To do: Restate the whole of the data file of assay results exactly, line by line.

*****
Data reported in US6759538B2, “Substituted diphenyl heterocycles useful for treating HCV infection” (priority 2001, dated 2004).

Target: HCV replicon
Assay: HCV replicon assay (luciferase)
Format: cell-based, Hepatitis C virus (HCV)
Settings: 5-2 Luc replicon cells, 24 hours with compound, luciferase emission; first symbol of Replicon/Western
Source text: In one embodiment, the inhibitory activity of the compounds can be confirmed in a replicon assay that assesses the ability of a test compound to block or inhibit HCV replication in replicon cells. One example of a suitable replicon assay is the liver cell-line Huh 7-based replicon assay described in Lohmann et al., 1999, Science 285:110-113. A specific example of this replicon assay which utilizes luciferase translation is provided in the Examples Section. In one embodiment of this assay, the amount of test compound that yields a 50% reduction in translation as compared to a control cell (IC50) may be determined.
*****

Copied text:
Data reported in US6759538B2, “Substituted diphenyl heterocycles useful for treating HCV infection” (priority 2001, dated 2004).

Target: HCV replicon
Assay: HCV replicon assay (luciferase)
Format: cell-based, Hepatitis C virus (HCV)
Settings: 5-2 Luc replicon cells, 24 hours with compound, luciferase emission; first symbol of Replicon/Western
Source text: In one embodiment, the inhibitory activity of the compounds can be confirmed in a replicon assay that assesses the ability of a test compound to block or inhibit HCV replication in replicon cells. One example of a suitable replicon assay is the liver cell-line Huh 7-based replicon assay described in Lohmann et al., 1999, Science 285:110-113. A specific example of this replicon assay which utilizes luciferase translation is provided in the Examples Section. In one embodiment of this assay, the amount of test compound that yields a 50% reduction in translation as compared to a control cell (IC50) may be determined.